Catalogue XXXI from Samuel Gedge Ltd.
- by Michael Stillman
Catalogue XXXI from Samuel Gedge Ltd.
Samuel Gedge Ltd. has issued their Catalogue XXXI. Roman numerals are appropriate considering this unusual mix of items has one thing in common – it's old. The material is primarily British except there is a large selection of novels, often obscure, originally written in English but in French and German translations. These tend to be quite rare. There are numerous manuscripts and other documents, some artwork, a few items that are not books or anything on paper, such as a large wallet that likely held business papers a couple of centuries ago, and an anti-slavery medal. These are a few of the items to be found in this latest selection.
We begin with a book of advice for mothers on raising their children. It is 200 years old, but most of the issues are surprisingly similar to what people face today. We still need answers. Among the topics are the importance of sleep, the advantages of breast feeding and what to feed once the baby is weaned, the importance of pure air and exercise (even more important today), walking, attention to dress, injurious consequences of clothing that is either too warm or two cold, importance of attention to the feet, overindulgence of food, the importance of bathing, washing, and cleanliness. There is also a section on mischief resulting from tight dressing, which might be a little baffling until seeing someone in very tight clothing. That could lead to mischief. The title is Letters to a Mother on the Management of Infants and Children, Embracing the Important Subjects of Nursing, Food, Clothing, Exercise, Bathing, &c. It was published in 1817. Item 24. Priced at £1,250 (British pounds or approximately $1,692 in U.S. dollars).
This author is generally considered the first American woman writer of Gothic novels. She is also known as the first novelist from Maine. She actually had a head start there. Her first four novels were published while Maine was part of Massachusetts. She wrote them anonymously as “A Lady from Massachusetts,” and not until her fifth and final novel used the sobriquet “A Lady from Maine.” While known as a first Gothic novelist, only her first book really fit that description. Her name was Sarah "Sally" Sayward Barrell Keating Wood, though most knew her as Sally or Madame Wood. In keeping with what we find in Gedge catalogues, item 62 is a copy of her first, and the Gothic novel, in the first French edition. The title is Le Baron Illuminé, published in 1804, a translation of her 1800 book, Julia and the Illuminated Baron. All but her final novel were published in a short window from 1800-1804 though she lived 95 years, from 1759-1855. Though married twice, her marriages lasted only five and seven years, with long stretches of widowhood, which was when she did her writing. Item 62. £3,500 (US $4,738).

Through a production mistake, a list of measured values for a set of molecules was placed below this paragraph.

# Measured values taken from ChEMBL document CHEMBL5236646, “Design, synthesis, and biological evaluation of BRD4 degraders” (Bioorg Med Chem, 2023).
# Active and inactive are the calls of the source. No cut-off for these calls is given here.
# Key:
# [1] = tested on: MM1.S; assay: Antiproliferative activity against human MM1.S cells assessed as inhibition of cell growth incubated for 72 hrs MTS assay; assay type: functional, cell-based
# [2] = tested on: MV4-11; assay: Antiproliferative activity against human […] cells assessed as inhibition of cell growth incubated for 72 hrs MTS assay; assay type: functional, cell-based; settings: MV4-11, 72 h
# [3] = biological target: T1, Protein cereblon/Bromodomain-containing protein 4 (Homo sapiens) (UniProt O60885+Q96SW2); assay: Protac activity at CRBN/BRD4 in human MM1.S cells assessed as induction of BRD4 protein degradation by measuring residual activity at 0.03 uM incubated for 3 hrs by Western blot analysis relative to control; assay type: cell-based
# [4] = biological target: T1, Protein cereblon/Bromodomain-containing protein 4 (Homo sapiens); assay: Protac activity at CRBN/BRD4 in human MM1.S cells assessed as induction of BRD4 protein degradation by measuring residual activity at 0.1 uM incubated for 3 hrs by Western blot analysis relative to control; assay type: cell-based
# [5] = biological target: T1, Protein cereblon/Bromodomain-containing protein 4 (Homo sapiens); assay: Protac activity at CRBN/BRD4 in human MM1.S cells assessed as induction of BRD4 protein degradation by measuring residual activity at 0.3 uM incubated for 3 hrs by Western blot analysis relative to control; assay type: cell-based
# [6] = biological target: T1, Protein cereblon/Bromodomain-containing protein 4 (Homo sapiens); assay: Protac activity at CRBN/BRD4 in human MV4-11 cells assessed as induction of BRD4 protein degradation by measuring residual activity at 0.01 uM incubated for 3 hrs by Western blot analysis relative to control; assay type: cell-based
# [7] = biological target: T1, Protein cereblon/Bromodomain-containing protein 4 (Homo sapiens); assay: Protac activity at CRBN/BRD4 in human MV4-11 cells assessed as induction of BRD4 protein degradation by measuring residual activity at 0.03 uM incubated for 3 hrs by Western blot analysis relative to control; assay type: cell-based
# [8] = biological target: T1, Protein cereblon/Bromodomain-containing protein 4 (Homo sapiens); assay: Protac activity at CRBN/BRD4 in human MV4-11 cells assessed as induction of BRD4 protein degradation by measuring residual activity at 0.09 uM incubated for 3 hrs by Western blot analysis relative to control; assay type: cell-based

Speaking of illuminated Gothic, this next item is a transparency, circa 1815, of a nocturnal monastic funeral possession in a medieval chapel. You don't get much more Goth than that. It is an eerie sight. Transparencies were images meant to be back lighted. The back lighting illuminates the moon and a mysteriously glowing crypt. The funeral procession carries a shrouded corpse to be placed in the crypt. Item 63. £1,250 (US $1,692).
Item 19 consists of the copper plates for two trade cards. You can print more of them so long as you don't call them “contemporary.” One is for William Monk Horse Slaughterer circa 1815, the other for William Barber Successor to the Late William Monk Licensed Horse Slaughterer. I didn't even know there was such a profession, but apparently this is more common in England. They say they were slaughtering 50-60 horses a week, which I guess is something to be proud of. They call themselves a “manufacturer of genuine horse fat,” which had a variety of uses back then. It all sounds strange to Americans who prized horses so much for transportation they would kill someone for horse theft. They point out that “the description & marks of every horse brought to this establishment are carefully entered in a book, & when improperly obtained every facility given to detect the offender...” Horse theft must have been an issue in England too. Item 19. £950 (US $1,286).
This is a playbill for Theatre, Leeds, for July 7, 1815, a Benefit of Mr. Mansel. Two plays were to be performed, First, West Indian, followed by a couple of songs, and then the more interesting The Forest of Bondy; Or, The Dog of Montargis. The title role was performed by The original Dog, Dragon. The plot was based on a 14th century French legend. The dog's master is killed in the forest of Bondy. The wise dog not only informs authorities of his master's death, but saves an innocent person accused of the murder. Gedge tells us that this play was noteworthy as it was “the first instance of a trained dog performing a significant role on stage.” Give that dog a hand. Item 61. £250 (US $338).